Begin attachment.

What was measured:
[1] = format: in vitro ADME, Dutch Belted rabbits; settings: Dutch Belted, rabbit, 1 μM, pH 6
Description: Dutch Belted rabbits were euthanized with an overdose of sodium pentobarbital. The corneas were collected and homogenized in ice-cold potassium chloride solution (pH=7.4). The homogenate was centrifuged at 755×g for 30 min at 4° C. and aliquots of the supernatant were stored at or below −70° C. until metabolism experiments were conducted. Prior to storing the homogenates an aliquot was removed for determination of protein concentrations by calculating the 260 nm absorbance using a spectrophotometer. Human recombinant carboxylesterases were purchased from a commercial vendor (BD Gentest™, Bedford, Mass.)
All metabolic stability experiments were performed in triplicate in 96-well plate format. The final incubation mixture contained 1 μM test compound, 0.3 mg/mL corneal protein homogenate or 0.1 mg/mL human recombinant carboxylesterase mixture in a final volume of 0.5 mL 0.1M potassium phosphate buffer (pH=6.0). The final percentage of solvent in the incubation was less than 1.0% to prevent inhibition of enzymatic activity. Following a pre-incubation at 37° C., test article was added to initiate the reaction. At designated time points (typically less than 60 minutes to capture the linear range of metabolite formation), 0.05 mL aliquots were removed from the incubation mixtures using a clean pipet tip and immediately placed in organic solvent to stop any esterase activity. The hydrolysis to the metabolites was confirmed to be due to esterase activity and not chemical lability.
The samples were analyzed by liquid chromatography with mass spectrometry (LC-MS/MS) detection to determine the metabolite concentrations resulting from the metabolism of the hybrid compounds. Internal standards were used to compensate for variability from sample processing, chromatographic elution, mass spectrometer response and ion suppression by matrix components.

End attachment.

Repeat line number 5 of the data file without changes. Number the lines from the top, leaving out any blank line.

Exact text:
The samples were analyzed by liquid chromatography with mass spectrometry (LC-MS/MS) detection to determine the metabolite concentrations resulting from the metabolism of the hybrid compounds. Internal standards were used to compensate for variability from sample processing, chromatographic elution, mass spectrometer response and ion suppression by matrix components.